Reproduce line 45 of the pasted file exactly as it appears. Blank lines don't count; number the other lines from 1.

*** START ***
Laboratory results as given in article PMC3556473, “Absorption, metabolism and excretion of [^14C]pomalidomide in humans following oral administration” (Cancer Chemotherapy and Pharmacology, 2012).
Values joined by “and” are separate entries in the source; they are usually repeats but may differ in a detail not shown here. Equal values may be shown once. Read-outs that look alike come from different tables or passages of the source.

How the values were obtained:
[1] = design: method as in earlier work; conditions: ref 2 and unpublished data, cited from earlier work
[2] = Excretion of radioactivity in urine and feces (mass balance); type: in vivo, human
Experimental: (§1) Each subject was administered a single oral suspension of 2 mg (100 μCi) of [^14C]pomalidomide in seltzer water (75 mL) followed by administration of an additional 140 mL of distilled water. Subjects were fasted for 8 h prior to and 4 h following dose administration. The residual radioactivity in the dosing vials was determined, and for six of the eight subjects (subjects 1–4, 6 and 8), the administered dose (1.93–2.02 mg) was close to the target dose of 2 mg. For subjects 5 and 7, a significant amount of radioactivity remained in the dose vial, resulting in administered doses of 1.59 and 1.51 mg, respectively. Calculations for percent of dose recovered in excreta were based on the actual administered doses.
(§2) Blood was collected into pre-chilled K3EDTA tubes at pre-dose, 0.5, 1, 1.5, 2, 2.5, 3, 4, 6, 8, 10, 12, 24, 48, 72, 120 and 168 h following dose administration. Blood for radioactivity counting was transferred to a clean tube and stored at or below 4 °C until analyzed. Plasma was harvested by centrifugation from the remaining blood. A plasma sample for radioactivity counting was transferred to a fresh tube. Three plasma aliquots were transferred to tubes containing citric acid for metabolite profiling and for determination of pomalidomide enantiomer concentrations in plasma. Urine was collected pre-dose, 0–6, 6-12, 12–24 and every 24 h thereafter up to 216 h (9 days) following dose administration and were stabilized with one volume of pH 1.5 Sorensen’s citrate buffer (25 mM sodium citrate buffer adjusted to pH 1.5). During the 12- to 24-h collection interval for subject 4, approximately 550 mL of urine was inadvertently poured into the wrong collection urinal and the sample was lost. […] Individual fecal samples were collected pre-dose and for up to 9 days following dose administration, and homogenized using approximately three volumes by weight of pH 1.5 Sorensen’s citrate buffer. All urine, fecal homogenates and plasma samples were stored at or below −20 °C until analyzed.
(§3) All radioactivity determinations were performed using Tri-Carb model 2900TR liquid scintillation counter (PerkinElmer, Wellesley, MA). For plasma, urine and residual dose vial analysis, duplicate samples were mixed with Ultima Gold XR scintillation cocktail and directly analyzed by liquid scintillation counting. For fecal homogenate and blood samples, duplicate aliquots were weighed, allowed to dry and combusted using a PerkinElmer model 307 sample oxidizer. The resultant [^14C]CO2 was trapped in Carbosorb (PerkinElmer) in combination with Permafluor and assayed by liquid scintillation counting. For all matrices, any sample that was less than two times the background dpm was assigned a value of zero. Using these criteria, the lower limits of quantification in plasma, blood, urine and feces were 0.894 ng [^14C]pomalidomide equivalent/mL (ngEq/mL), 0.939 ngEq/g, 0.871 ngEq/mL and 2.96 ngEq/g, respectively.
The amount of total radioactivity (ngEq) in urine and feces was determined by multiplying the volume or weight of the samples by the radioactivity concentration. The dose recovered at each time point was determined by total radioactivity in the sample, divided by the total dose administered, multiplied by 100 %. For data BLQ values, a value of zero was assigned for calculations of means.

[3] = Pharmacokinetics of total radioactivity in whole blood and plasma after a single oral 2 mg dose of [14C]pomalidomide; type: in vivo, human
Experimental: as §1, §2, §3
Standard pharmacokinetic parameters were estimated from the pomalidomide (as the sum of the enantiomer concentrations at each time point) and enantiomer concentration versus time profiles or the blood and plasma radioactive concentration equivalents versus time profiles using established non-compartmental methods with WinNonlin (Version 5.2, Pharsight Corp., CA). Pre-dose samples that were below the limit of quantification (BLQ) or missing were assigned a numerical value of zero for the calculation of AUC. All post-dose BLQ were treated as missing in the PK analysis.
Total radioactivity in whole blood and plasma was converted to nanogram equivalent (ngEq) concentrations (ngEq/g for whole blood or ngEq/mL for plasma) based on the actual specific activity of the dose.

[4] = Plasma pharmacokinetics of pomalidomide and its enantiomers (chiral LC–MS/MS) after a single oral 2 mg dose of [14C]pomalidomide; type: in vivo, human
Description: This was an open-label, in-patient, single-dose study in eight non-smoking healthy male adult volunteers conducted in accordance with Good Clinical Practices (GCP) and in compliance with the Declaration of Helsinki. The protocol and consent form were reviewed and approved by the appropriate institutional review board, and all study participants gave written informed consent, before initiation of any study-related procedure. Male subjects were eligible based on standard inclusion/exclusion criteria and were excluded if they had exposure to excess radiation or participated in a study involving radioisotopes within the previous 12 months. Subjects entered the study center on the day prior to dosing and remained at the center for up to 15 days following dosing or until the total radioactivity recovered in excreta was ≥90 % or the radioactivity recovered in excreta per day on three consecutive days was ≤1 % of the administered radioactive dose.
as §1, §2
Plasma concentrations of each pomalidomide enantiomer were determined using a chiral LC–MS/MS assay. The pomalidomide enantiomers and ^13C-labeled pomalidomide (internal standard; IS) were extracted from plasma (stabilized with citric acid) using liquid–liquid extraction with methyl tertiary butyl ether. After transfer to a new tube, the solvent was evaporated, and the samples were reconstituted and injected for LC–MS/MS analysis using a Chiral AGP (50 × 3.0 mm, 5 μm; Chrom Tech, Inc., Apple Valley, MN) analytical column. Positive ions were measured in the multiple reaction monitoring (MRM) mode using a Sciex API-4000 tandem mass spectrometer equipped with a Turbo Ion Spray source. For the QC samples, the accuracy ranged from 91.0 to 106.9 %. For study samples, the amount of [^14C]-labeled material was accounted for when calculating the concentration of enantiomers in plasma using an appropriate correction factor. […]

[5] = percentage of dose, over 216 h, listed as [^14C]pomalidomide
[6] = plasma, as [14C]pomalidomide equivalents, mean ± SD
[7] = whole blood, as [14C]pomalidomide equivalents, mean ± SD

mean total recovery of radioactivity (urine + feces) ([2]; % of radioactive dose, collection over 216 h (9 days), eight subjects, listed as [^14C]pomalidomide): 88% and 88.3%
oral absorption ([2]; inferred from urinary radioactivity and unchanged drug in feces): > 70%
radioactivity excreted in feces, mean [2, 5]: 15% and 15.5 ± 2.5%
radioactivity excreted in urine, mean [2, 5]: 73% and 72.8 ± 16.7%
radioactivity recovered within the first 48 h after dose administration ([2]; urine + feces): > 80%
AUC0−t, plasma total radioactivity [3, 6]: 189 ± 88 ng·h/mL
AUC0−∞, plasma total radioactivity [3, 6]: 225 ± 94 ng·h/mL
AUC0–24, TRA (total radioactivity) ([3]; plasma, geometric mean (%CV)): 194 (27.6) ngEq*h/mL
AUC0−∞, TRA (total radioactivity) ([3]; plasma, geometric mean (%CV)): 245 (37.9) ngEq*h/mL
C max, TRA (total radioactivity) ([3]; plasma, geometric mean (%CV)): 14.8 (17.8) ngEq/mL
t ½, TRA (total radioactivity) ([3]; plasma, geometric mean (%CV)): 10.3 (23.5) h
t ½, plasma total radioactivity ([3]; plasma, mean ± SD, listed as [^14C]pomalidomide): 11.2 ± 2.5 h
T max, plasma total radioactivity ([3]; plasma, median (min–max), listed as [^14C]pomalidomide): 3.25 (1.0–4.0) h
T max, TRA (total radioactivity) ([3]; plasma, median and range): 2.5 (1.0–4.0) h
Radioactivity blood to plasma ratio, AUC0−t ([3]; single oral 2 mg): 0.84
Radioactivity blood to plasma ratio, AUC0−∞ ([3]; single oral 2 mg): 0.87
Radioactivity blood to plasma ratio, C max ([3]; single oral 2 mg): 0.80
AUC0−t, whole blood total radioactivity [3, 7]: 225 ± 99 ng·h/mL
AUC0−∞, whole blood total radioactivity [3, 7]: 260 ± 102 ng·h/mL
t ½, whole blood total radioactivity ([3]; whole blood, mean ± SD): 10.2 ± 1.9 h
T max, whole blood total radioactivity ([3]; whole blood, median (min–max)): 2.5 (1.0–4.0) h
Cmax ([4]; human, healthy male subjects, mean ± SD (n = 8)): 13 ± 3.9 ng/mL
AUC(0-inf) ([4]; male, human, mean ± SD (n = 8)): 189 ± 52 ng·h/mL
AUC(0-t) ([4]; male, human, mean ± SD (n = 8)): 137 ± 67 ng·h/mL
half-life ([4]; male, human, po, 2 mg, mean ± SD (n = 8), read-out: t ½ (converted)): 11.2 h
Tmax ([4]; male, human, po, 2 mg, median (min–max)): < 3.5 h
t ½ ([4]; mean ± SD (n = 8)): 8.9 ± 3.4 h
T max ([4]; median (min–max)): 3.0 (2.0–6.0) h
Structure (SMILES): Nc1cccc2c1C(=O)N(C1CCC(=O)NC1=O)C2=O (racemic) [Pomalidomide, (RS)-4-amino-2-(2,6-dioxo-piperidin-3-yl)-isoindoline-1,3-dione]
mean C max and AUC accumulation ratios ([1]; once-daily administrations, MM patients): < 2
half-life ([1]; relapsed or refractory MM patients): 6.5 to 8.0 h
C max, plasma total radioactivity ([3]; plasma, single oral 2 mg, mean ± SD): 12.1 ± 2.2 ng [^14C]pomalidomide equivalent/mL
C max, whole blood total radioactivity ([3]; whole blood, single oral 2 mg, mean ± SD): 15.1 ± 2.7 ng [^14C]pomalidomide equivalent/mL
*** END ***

half-life ([4]; male, human, po, 2 mg, mean ± SD (n = 8), read-out: t ½ (converted)): 11.2 h